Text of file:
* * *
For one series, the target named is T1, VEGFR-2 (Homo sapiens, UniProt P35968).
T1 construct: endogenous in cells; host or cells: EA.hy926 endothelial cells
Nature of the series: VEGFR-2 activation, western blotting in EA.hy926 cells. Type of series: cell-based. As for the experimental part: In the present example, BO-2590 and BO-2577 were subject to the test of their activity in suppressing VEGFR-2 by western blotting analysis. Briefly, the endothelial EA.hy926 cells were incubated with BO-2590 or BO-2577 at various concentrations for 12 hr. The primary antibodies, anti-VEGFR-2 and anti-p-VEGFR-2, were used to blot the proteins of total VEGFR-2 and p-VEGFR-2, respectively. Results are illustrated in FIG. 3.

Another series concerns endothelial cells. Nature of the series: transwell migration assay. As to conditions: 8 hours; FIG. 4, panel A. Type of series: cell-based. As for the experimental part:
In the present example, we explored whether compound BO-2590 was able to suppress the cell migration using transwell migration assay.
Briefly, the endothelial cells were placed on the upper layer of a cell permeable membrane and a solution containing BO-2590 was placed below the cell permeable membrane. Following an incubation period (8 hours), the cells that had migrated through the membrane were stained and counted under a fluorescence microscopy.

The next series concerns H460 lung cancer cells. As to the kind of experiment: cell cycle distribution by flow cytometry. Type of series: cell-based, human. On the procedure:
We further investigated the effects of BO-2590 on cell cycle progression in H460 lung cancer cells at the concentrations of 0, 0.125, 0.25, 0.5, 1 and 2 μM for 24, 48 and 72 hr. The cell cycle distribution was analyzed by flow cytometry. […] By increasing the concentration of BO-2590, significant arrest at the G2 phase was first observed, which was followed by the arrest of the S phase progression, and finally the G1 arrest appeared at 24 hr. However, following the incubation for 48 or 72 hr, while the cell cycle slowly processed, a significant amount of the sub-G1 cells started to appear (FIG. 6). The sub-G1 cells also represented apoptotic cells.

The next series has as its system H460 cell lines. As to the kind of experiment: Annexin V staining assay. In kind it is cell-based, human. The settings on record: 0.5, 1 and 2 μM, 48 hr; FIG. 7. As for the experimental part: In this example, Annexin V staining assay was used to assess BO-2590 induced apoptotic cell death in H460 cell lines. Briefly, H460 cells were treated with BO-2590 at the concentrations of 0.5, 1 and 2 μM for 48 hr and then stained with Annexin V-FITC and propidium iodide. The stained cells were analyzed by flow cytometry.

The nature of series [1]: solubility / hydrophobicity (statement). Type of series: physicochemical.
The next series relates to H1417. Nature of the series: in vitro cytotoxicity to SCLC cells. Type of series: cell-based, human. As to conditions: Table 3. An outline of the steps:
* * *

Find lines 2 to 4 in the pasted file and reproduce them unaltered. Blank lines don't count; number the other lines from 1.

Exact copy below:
T1 construct: endogenous in cells; host or cells: EA.hy926 endothelial cells
Nature of the series: VEGFR-2 activation, western blotting in EA.hy926 cells. Type of series: cell-based. As for the experimental part: In the present example, BO-2590 and BO-2577 were subject to the test of their activity in suppressing VEGFR-2 by western blotting analysis. Briefly, the endothelial EA.hy926 cells were incubated with BO-2590 or BO-2577 at various concentrations for 12 hr. The primary antibodies, anti-VEGFR-2 and anti-p-VEGFR-2, were used to blot the proteins of total VEGFR-2 and p-VEGFR-2, respectively. Results are illustrated in FIG. 3.

Another series concerns endothelial cells. Nature of the series: transwell migration assay. As to conditions: 8 hours; FIG. 4, panel A. Type of series: cell-based. As for the experimental part: